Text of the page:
The ‘Havenmuseum’ (now part of the Maritime Museum) is unique in its kind. A visit to the museum is a walk through the history of the mechanization of the port in the 20th century, located in the historic city center of Rotterdam. The location of the museum is inextricably linked to the history of the port of the city of Rotterdam. The spatial area of the museum in the Waterstad harbors has a rich maritime and urban history. The museum is also a working museum, literally and figuratively, in terms of organization and collection. A museum where volunteers and professionals work together to preserve the maritime heritage so that the collection is functioning and continues to do so.
In order to remain an attractive public museum in the future, the museum asked us to think about this and to come up with proposals. In the presentation plan that we developed for the museum, we outline a vision of the future of the presentation of the museum, seen from the collection and focused on connections with the area.
The collection of the museum is placed within a broader historical framework of port activities, technology, cargo and the port basins itself. For this we developed a system based on tags; besides the technical characteristics also where, for what purpose and when an object was used. In this way every object is literally visualized in a tags map. In an interactive presentation this information and the relationship with other objects can be made visible. With this information system, the historical connection with the Waterstad harbors becomes visible again.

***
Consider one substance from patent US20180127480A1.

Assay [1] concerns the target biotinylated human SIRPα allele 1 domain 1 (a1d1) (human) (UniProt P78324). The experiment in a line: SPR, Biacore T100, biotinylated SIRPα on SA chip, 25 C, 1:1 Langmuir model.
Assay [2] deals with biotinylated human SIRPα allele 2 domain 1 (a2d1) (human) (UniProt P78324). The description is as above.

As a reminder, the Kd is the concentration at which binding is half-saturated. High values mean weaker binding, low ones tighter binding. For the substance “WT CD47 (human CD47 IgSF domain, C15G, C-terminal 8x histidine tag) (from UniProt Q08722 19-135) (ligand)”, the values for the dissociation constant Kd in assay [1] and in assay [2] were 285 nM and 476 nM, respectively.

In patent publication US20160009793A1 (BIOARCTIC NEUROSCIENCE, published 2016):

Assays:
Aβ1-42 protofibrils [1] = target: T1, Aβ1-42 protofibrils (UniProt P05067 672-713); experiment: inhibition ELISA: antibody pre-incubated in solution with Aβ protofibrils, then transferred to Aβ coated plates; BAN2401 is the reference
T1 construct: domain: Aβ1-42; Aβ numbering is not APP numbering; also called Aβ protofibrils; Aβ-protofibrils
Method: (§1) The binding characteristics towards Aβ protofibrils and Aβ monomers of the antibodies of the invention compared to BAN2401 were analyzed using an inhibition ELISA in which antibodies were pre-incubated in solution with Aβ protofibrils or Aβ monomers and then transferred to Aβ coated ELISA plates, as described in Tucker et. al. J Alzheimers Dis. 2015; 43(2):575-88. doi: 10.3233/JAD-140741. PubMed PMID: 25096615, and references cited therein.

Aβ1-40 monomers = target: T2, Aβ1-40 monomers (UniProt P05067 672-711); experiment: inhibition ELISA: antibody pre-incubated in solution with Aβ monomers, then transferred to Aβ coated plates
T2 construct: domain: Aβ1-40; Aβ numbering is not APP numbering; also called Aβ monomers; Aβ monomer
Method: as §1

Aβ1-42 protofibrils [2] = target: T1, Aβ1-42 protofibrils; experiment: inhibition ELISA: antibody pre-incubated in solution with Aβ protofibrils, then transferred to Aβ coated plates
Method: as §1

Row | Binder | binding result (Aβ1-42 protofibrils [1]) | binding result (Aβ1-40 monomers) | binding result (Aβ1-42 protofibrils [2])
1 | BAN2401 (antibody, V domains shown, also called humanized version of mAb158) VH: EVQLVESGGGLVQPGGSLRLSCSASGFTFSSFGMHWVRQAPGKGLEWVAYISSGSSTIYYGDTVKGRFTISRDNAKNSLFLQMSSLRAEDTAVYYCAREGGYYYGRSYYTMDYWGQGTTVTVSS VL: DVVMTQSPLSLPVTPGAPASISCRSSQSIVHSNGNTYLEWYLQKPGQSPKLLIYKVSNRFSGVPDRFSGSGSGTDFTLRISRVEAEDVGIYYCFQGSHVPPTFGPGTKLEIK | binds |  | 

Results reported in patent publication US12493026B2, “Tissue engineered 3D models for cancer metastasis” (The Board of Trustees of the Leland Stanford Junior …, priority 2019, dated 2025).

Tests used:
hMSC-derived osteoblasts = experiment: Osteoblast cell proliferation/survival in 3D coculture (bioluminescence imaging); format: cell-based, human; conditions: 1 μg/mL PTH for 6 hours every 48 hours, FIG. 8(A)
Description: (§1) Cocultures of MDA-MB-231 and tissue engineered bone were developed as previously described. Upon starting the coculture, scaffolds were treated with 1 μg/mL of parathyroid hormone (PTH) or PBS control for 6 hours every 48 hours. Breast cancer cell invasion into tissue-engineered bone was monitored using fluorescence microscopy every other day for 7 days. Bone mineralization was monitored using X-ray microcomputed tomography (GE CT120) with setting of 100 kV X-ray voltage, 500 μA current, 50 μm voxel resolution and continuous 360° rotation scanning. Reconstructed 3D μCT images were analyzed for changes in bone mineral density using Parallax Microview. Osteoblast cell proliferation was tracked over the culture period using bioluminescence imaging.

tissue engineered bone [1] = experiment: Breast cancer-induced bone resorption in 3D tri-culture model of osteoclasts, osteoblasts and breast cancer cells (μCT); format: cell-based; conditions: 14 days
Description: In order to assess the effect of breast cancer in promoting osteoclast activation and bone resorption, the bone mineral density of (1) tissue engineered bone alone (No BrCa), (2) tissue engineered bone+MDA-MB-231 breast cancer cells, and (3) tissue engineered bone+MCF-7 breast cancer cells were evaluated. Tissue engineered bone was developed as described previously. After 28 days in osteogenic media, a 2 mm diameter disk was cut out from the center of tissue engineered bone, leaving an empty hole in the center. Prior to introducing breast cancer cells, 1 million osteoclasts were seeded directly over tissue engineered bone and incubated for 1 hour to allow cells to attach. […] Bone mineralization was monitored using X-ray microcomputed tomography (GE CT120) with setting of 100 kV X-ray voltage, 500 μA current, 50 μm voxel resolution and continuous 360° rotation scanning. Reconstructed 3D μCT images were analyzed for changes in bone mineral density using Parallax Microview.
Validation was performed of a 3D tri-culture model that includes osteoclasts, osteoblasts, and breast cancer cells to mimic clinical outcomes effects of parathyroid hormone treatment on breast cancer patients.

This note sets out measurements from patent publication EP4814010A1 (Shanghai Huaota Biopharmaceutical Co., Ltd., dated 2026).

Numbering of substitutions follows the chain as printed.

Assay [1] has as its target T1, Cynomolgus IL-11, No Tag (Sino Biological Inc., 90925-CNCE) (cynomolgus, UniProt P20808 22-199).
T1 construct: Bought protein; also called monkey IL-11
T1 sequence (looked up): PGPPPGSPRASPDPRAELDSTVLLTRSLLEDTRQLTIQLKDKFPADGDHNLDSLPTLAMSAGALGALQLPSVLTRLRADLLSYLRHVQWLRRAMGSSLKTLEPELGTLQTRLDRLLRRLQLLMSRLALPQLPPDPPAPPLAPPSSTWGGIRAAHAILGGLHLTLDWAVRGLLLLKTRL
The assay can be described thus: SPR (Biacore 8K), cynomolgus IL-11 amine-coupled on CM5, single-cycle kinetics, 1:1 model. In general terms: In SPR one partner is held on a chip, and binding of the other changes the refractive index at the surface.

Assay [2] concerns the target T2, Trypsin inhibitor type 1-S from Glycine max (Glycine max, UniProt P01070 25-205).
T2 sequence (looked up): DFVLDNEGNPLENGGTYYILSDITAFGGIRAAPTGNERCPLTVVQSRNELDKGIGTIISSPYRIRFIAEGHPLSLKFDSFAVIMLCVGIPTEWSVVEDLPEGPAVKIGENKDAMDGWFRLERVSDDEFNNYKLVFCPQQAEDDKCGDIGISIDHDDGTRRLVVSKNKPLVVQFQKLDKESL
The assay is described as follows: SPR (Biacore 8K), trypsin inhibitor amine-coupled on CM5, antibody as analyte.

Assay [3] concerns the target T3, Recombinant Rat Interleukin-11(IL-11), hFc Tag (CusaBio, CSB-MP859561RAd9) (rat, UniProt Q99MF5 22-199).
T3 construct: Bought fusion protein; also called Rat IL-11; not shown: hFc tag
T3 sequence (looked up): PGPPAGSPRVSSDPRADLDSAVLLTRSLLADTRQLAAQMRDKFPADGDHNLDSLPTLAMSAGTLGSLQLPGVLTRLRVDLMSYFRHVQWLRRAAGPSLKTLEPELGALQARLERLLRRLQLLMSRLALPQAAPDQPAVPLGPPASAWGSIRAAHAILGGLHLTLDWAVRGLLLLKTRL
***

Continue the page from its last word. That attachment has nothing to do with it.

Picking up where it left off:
On discovery through the area, you can be guided by a mobile app and information beacons with historical photos and a QR link for more information. The museum pavilions – both the interior and the exterior – and the public space of the museum are being attuned considerably to create a recognizable, visual appearance. A floating office pavilion completes the redesign of the museum space.
client: Havenmuseum in Rotterdam (now part of the Maritime Museum)
year: 2010 – 2011